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Seniors’ Housing report featured at meeting with BC Advocate

Seniors’ Housing report featured at meeting with BC Advocate

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About 200 people turned out for the Saturday morning meeting with BC Seniors Advocate Isobel Mackenzie. Rik Jespersen photo

The Sunshine Coast was the first stop for Seniors Advocate Isobel Mackenzie to showcase her hopeful new report, “Seniors’ Housing in B.C.—Affordable, Appropriate, Available.”

Mackenzie talked to about 200 people May 23 at the Sechelt Seniors Activity Centre at a gathering sponsored by the Community Resource Centre and its Seniors Planning Table.

The report makes several recommendations to broaden availability and improve conditions for seniors who need assisted-living or residential care. But the report’s most far-reaching and innovative recommendation could affect the 80 per cent of B.C. seniors who are living in homes they own, and three-quarters of whom are mortgage-free.

The “overwhelming majority” of that group—including those on the Sunshine Coast—will never have to transition to assisted living or residential care, Mackenzie said. But, while they are house-rich, their annual income tends to be low: half of B.C seniors live on $24,000 gross income or less, and many struggle to pay their bills.

Mackenzie’s answer is what she calls a Homeowner Expense Deferral Account, a kind of inexpensive reverse-mortgage program.

The program would make money available from the provincial government—at a suggested 1.5 percent simple interest rate—for low-income people 65 and over. The account would be settled with the government when the home is sold.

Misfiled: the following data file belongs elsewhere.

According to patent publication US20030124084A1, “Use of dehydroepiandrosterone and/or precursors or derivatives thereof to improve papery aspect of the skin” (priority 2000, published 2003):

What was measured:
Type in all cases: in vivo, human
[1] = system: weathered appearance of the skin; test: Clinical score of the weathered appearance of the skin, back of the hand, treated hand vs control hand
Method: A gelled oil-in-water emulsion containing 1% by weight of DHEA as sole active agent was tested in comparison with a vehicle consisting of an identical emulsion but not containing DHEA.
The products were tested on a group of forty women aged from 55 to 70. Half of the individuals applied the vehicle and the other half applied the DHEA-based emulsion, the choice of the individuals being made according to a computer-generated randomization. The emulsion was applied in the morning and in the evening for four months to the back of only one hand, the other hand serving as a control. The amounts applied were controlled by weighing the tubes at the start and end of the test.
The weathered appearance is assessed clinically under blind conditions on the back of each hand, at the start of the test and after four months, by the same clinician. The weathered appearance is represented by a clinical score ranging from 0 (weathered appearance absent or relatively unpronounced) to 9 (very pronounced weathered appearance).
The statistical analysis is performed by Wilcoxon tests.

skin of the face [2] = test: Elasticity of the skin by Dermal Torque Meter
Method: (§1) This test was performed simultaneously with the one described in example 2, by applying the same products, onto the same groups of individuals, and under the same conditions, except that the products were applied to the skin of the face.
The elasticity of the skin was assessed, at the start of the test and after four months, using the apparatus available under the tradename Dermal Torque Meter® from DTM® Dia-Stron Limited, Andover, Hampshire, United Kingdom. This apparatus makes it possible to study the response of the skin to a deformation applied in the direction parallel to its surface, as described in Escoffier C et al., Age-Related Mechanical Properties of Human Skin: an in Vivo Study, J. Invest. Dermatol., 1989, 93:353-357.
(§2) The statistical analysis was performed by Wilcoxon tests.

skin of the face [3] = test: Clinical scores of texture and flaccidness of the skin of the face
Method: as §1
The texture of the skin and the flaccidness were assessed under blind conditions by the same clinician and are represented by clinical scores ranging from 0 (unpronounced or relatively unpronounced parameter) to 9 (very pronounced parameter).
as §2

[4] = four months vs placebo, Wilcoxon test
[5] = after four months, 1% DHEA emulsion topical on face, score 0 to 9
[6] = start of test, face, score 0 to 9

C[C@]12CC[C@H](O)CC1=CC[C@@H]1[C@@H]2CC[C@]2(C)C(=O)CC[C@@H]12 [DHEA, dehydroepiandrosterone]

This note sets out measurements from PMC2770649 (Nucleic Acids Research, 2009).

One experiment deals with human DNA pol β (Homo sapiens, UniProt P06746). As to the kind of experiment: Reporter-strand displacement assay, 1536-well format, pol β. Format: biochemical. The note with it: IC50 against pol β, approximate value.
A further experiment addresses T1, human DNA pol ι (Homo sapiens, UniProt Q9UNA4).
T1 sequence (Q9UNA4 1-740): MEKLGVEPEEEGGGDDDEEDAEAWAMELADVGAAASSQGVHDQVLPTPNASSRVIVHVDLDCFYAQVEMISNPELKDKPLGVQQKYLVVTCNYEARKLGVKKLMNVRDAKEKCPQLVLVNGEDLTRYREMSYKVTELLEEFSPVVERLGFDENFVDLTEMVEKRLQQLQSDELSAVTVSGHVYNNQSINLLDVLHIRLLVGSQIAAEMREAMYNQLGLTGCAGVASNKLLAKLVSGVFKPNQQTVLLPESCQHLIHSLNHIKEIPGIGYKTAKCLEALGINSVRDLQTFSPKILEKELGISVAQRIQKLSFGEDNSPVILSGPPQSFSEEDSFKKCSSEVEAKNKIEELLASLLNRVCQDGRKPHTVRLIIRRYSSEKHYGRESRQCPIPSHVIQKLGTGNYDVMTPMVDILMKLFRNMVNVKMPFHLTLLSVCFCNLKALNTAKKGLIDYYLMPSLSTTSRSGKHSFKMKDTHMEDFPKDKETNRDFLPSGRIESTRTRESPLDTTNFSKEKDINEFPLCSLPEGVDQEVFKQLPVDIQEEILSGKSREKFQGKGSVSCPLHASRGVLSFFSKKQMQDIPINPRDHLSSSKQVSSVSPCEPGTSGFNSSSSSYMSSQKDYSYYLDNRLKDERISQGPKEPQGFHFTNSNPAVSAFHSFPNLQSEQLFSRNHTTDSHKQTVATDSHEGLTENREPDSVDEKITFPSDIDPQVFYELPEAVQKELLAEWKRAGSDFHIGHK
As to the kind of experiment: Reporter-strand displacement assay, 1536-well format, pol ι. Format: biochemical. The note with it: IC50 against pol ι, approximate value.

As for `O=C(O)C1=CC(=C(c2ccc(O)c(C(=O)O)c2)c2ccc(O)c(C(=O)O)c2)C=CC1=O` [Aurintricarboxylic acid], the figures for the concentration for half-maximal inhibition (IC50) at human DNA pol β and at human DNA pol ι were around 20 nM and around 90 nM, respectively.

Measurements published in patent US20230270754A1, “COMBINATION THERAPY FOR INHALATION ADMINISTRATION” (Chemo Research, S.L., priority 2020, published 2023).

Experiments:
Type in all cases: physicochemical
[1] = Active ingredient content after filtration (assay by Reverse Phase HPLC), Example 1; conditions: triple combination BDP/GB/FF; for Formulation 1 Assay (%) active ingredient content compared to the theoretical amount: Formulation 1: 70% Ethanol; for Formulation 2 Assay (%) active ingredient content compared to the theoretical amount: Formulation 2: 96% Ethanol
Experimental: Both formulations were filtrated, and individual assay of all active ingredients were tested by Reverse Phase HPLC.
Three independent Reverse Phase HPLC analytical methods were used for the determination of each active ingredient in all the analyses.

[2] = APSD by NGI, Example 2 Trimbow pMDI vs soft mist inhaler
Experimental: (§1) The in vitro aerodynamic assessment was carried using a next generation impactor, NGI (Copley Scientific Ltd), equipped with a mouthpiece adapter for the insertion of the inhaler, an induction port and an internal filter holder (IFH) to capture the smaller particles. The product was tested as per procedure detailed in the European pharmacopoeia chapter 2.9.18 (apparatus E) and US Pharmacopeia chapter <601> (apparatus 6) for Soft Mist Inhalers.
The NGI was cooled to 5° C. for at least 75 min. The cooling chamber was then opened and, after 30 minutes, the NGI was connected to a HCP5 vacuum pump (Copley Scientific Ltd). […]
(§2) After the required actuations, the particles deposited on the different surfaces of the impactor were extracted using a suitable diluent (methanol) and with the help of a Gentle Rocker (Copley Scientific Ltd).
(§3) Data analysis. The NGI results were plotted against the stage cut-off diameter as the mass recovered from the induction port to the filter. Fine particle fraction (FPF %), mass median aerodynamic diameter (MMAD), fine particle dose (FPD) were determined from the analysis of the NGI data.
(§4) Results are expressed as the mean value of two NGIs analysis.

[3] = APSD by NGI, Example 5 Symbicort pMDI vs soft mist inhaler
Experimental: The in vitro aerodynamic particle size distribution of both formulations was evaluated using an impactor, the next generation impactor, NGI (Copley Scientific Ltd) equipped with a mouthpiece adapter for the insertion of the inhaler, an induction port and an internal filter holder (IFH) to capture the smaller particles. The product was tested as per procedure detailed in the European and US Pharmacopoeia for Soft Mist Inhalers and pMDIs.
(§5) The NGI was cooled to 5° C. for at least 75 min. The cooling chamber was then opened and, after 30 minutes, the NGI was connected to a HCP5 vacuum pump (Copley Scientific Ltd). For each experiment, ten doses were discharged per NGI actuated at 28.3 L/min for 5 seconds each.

Mackenzie’s report estimates that in areas like the Coast, participants in a deferral account program would use up less than one quarter of their home equity after 10 years, and still have just over half their equity intact after 20 years.

“There is a role for government to play in supporting seniors to access this equity that is locked up in their house,” Mackenzie told the gathering.

Bank reverse mortgages are not the answer, she said because, “you’re going to be shocked how much of your equity is going to be used to pay the compounded interest charges.”

Mackenzie believes it makes financial sense for the province to adopt the expense deferral idea.

“If I have to sell my house and I go into residential care or assisted living, the government is going to be subsidizing me,” she said, which is much more expensive than simply providing a low-income homeowner a cheap and secure loan.

Sechelt’s Sue Jackel, who sits on the Seniors Advocate’s Advisory Council, said she was delighted with the big turnout at the May 23 event, and noted that a number of developers’ representatives also attended.

Jackel said their presence might be a good sign for the future of residential care or assisted living facilities on the Coast.

“I’m hoping that one of them comes up with the winning numbers to convince the developers that we’re a good place to build,” she said.

Mackenzie’s full housing report can be downloaded in PDF form from her website at http://www.seniorsadvocatebc.ca. Rik Jespersen

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